WASHINGTON — Steady drips of information about a horrific night in Libya are fueling Republican arguments and ads designed to fire up the conservative base and undercut the Democrats' early favorite for president in 2016.
Democratic and Republican strategists sharply disagree on the issue's power to influence elections next year and beyond. But after eight months of trying, Democrats are still struggling to move past last September's terrorist attack on the U.S. diplomatic compound in Benghazi, which killed ambassador Chris Stevens and three other Americans.
Democrats insist that an independent inquiry, the dismissal of several State Department officials, and nine congressional hearings leave little new to say on the matter. But Friday turned up the sort of nuggets that feed conservative activists' belief that a major scandal may still be at hand.
Newly revealed communications show that senior State Department officials pressed for changes in the talking points that U.N. Ambassador Susan Rice used a few days after the Benghazi attacks. These senior officials expressed concerns that Congress might criticize the Obama administration for ignoring warnings of a growing threat in Libya.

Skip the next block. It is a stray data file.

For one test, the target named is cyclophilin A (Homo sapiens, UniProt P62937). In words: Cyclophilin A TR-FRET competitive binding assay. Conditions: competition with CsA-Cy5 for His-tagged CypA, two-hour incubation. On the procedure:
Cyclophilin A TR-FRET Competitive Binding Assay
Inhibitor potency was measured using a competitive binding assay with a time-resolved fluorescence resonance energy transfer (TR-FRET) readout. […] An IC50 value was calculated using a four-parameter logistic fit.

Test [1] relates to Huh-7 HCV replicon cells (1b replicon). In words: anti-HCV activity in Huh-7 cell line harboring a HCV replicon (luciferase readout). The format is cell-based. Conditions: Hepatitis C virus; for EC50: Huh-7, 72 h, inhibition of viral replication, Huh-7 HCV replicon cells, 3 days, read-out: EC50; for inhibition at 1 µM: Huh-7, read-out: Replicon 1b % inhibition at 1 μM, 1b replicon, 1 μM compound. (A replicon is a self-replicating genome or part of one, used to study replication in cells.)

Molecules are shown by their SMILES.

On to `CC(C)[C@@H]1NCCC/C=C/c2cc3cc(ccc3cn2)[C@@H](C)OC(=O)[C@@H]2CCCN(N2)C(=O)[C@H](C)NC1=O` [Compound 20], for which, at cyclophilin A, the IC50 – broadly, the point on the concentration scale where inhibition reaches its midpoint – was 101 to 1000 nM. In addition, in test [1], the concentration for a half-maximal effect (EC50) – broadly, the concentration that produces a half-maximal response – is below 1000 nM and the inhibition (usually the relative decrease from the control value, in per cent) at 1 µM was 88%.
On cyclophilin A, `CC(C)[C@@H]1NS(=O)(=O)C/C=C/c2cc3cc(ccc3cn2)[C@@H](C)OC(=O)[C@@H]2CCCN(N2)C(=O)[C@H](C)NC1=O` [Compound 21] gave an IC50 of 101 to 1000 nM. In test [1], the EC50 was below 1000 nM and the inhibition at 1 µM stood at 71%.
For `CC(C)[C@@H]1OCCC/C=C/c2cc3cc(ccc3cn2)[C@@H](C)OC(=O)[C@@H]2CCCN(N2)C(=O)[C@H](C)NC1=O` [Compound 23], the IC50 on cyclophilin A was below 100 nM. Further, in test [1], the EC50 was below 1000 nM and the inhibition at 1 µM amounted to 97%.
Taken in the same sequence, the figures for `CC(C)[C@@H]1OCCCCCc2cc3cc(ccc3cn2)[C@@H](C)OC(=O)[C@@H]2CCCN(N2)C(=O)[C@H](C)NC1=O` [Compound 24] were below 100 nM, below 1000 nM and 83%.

The White House has insisted that it made only stylistic changes to the intelligence agency talking points, in which Rice suggested that spontaneous protests over an anti-Islamic video set off the deadly attack. The new details suggest a greater degree of political sensitivity and involvement by the White House and State Department.
Rice and others eventually acknowledged that the Benghazi assault on Sept. 11, 2012, was a premeditated terrorist attack. Republicans say her Sept. 16 televised remarks were just the start of administration efforts to mislead Americans about what happened in Libya.
The Benghazi violence was heavily politicized from the start, occurring less than two months before President Barack Obama's re-election. Moreover, the secretary of state at the time was Hillary Rodham Clinton. The former senator and first lady infuriates many conservatives and ranks high in speculation about the Democrats' 2016 presidential nominee.
Friday brought another round of conservative broadsides against Clinton, Obama and the administration's handling of the Benghazi matter. Sen. Rand Paul of Kentucky, a possible Republican presidential contender, wrote an opinion piece in the Washington Times restating his view that Obama should have fired Clinton.
Campaigning later in Iowa, Paul said he thinks the Benghazi affair "precludes Hillary Clinton from ever holding office."
The conservative group American Crossroads released a 90-second video asking if Clinton was "part of a cover-up." The video, like emails and letters from several other groups, asked for political donations.
The Benghazi tragedy hands Republicans a host of political opportunities, although none without complications. It may be difficult for average voters to sift through the chronology, assess blame, or even follow the logic of GOP arguments.